Changes in role within the medical profession are times of great upheaval. One of the most challenging is the change from being a medical student to a fully qualified doctor. A cohort of medical students qualifies every year around June/July time, and members of this cohort take their first steps on the wards and in clinics as junior doctors each August. Recent guidance has enforced a period of shadowing and induction for all newly qualified junior doctors in the UK before they start their first jobs – in recognition of the fact that schemes with targeted teaching and shadowing can reduce safety incidents by a significant margin.
At other points in the medical hierarchy, there tends to be less focus on the doctors changing from one grade to another. However, at Consultant level, the stakes rise, and organisations often spend a little more time considering how to smooth the transition from trainee to fully independent practitioner. Mentoring – a two way learning process between a senior and junior member of a team, organisation, or even healthcare system – is a concept that many organisations have identified as being beneficial to new consultants, and mentoring programmes exist in a fair number of hospitals. Like many relationship-based exercises, there is a deal of trial and error involved, and mentoring relationships don’t always work out perfectly. A paper in the PMJ recently examined what makes mentoring work for new consultants.
The authors interviewed new consultants and senior leaders within acute hospitals in the Yorkshire and Humber region of England and through thematic analysis, six major themes were identified. These included the protective nature of mentoring – both protective of patients under the care of new consultants, and of the consultants themselves; the mechanics of the process of mentoring (variability in expectations, informal and multiple mentors, the importance of personality in the mentoring relationship) and the prominence of mentoring as part of professional identity.
This last point struck me, and led me to wonder about how different specialties socialise trainees, both in their approach to interpersonal relationships at consultant level, and potentially to much wider aspects of care.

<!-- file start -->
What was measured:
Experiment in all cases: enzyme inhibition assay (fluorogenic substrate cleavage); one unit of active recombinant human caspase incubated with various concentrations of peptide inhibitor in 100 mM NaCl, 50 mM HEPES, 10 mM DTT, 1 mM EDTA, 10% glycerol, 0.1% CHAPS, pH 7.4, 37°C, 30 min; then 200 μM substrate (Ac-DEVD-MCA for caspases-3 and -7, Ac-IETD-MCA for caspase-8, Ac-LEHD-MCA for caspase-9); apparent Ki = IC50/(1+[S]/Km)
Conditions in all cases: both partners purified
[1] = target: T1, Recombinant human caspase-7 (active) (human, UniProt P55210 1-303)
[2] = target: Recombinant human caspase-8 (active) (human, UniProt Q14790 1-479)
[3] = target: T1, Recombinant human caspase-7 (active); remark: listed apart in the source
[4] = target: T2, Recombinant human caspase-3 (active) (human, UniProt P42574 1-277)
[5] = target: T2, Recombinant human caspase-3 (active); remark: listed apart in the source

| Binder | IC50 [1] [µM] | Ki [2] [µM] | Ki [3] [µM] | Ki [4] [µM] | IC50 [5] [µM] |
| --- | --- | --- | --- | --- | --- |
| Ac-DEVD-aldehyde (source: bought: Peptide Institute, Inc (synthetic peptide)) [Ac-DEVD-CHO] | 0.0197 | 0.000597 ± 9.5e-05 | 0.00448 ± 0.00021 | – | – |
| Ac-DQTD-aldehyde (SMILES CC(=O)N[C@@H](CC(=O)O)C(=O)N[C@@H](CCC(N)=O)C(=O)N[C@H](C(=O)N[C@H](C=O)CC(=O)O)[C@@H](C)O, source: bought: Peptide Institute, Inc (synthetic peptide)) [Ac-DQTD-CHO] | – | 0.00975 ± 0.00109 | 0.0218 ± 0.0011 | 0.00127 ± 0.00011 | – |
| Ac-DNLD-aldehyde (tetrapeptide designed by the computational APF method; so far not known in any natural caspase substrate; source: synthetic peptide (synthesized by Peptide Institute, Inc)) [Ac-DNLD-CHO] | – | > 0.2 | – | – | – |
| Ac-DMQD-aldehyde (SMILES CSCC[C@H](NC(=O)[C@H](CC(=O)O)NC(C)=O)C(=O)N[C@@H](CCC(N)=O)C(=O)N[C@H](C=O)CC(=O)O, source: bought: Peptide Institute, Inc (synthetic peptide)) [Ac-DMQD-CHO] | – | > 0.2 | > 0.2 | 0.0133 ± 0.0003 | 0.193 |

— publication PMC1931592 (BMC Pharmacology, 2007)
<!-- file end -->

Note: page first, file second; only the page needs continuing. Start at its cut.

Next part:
Professional socialisation is a fascinating concept – it has been studied in a diverse range of professions – from the clergy to the military – and within the medical world, plays a huge role in setting the culture of different departments, and probably specialties. One teaching hospital training scheme I know of had a throwaway line at the back of the trainee handbook that spoke volumes about the culture of the specialty: ‘remember, you are an xxxxx-ist : keep it cocky!” This encapsulated perfectly the culture of the trainees in that particular specialty within the region, and I now recognise this as one part of what is commonly held to be the ‘Hidden Curriculum’ of medical education.
The paper examining mentoring schemes mentions that three specialties in particular may lend themselves to more natural mentoring relationships – surgical specialties in general, gastroenterolgy, and anaesthetics. I wonder if the craft nature of these specialties demands a closer supervision during training – where consultants are less willing to let trainees gain experience on their patients unsupervised and therefore engage in more hands-on training, engendering close working relationships? Or perhaps it is less high-brow than this, and the downtime between cases in these procedure and list-based specialties offer the opportunity for trainees and seniors to develop more meaningful relationships than in other specialties where the clinic room, or set-piece ward round is the main arena of interaction – affording less opportunity for relationship building chats and debates.
So, if certain specialties prepare new consultants better for mentoring relationships, and mentoring is thought to be a positive influence on patient and employee safety, do some specialties socialise their workforce to be unsafe, to reject a collegiate approach to work, and impair the personal development of their practitioners? The hidden curriculum is at play in all spheres of medical life, and it pays to look around from time to time to ensure that you aren’t sleepwalking into a culture that is detrimental to the safe conduct of healthcare, but are an active participant in a culture that promotes sharing of lessons, and fosters and develops individuals as they climb the greasy pole of their medical careers.